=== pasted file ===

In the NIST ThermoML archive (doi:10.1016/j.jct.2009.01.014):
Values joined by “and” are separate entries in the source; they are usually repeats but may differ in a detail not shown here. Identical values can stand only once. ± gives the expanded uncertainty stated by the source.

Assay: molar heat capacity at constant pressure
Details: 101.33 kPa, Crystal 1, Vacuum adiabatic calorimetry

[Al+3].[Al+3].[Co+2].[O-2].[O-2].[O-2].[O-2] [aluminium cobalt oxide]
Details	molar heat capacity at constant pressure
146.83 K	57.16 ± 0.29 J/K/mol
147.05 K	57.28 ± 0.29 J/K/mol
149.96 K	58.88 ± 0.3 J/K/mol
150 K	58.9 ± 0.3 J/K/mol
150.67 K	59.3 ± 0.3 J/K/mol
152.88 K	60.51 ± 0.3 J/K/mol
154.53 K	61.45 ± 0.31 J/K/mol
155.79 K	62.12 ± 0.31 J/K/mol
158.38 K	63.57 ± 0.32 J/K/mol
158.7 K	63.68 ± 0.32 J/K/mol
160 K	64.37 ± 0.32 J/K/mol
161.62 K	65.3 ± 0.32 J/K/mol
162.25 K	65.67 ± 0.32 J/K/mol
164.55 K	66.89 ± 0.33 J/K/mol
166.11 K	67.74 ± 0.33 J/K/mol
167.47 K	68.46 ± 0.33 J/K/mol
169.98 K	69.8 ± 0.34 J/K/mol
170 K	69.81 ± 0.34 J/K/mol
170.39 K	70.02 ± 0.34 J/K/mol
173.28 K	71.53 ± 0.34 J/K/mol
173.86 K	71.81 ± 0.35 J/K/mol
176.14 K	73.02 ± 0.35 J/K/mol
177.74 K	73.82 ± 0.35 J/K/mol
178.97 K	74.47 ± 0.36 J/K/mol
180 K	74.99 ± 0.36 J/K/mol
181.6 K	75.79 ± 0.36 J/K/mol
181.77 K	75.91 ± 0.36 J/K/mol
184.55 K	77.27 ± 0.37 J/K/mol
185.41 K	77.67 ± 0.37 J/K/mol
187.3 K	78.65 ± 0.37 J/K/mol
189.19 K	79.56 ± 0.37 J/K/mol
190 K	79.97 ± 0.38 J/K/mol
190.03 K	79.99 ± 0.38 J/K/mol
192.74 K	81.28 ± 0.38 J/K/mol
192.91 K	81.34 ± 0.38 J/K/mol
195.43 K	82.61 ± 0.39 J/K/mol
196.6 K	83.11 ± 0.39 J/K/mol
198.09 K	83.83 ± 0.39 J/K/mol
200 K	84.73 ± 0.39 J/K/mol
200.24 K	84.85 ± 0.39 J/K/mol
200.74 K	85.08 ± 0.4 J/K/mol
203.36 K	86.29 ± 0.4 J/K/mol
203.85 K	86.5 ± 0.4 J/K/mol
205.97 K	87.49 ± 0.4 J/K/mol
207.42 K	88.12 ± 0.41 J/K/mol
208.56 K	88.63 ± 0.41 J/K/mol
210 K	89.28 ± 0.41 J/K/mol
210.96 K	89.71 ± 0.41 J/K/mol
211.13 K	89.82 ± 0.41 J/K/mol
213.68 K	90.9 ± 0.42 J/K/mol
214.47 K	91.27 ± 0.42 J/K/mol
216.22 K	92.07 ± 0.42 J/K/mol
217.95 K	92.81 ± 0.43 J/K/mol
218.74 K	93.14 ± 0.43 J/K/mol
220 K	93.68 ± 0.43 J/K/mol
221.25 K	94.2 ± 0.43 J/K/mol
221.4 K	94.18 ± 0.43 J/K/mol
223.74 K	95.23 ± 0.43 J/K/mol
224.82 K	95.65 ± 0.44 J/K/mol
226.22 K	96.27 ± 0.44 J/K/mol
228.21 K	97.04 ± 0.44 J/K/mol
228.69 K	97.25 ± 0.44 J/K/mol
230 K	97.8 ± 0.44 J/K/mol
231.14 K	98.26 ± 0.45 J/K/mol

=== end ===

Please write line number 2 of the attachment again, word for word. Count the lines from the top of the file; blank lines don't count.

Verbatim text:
Values joined by “and” are separate entries in the source; they are usually repeats but may differ in a detail not shown here. Identical values can stand only once. ± gives the expanded uncertainty stated by the source.